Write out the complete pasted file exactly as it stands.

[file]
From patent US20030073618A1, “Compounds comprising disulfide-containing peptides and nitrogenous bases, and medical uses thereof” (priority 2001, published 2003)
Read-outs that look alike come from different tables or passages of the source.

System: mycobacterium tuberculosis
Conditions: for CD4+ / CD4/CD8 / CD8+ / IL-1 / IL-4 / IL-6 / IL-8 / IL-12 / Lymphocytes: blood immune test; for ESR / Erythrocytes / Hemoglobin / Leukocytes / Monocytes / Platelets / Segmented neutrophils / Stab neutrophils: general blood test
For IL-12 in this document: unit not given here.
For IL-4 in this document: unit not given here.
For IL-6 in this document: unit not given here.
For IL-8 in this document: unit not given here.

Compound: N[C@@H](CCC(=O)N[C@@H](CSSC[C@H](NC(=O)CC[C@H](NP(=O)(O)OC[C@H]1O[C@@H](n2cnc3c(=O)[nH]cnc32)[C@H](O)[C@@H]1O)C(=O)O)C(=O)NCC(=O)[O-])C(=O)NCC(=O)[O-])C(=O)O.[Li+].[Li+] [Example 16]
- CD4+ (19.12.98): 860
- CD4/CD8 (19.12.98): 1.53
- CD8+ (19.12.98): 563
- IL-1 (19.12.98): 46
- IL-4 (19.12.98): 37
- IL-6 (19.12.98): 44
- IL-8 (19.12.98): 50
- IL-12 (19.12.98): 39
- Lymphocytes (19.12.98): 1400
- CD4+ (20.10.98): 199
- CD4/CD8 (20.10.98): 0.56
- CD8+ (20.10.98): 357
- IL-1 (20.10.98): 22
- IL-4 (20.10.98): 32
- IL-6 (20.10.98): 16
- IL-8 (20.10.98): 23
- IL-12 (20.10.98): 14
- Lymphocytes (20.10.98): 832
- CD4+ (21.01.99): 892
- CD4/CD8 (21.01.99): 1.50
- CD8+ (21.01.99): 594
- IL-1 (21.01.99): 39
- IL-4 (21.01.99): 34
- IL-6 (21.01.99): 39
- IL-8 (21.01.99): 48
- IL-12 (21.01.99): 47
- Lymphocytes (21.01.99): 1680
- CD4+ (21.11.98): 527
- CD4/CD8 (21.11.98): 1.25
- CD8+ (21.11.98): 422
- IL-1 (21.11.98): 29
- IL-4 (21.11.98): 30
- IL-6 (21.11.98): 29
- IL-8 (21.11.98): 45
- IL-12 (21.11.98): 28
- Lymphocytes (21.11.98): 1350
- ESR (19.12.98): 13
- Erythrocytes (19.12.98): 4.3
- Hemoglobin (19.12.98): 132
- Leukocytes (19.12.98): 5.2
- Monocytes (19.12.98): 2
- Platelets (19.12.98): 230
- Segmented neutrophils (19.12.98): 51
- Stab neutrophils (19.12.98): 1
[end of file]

From patent US20030073618A1, “Compounds comprising disulfide-containing peptides and nitrogenous bases, and medical uses thereof” (priority 2001, published 2003)
Read-outs that look alike come from different tables or passages of the source.

System: mycobacterium tuberculosis
Conditions: for CD4+ / CD4/CD8 / CD8+ / IL-1 / IL-4 / IL-6 / IL-8 / IL-12 / Lymphocytes: blood immune test; for ESR / Erythrocytes / Hemoglobin / Leukocytes / Monocytes / Platelets / Segmented neutrophils / Stab neutrophils: general blood test
For IL-12 in this document: unit not given here.
For IL-4 in this document: unit not given here.
For IL-6 in this document: unit not given here.
For IL-8 in this document: unit not given here.

Compound: N[C@@H](CCC(=O)N[C@@H](CSSC[C@H](NC(=O)CC[C@H](NP(=O)(O)OC[C@H]1O[C@@H](n2cnc3c(=O)[nH]cnc32)[C@H](O)[C@@H]1O)C(=O)O)C(=O)NCC(=O)[O-])C(=O)NCC(=O)[O-])C(=O)O.[Li+].[Li+] [Example 16]
- CD4+ (19.12.98): 860
- CD4/CD8 (19.12.98): 1.53
- CD8+ (19.12.98): 563
- IL-1 (19.12.98): 46
- IL-4 (19.12.98): 37
- IL-6 (19.12.98): 44
- IL-8 (19.12.98): 50
- IL-12 (19.12.98): 39
- Lymphocytes (19.12.98): 1400
- CD4+ (20.10.98): 199
- CD4/CD8 (20.10.98): 0.56
- CD8+ (20.10.98): 357
- IL-1 (20.10.98): 22
- IL-4 (20.10.98): 32
- IL-6 (20.10.98): 16
- IL-8 (20.10.98): 23
- IL-12 (20.10.98): 14
- Lymphocytes (20.10.98): 832
- CD4+ (21.01.99): 892
- CD4/CD8 (21.01.99): 1.50
- CD8+ (21.01.99): 594
- IL-1 (21.01.99): 39
- IL-4 (21.01.99): 34
- IL-6 (21.01.99): 39
- IL-8 (21.01.99): 48
- IL-12 (21.01.99): 47
- Lymphocytes (21.01.99): 1680
- CD4+ (21.11.98): 527
- CD4/CD8 (21.11.98): 1.25
- CD8+ (21.11.98): 422
- IL-1 (21.11.98): 29
- IL-4 (21.11.98): 30
- IL-6 (21.11.98): 29
- IL-8 (21.11.98): 45
- IL-12 (21.11.98): 28
- Lymphocytes (21.11.98): 1350
- ESR (19.12.98): 13
- Erythrocytes (19.12.98): 4.3
- Hemoglobin (19.12.98): 132
- Leukocytes (19.12.98): 5.2
- Monocytes (19.12.98): 2
- Platelets (19.12.98): 230
- Segmented neutrophils (19.12.98): 51
- Stab neutrophils (19.12.98): 1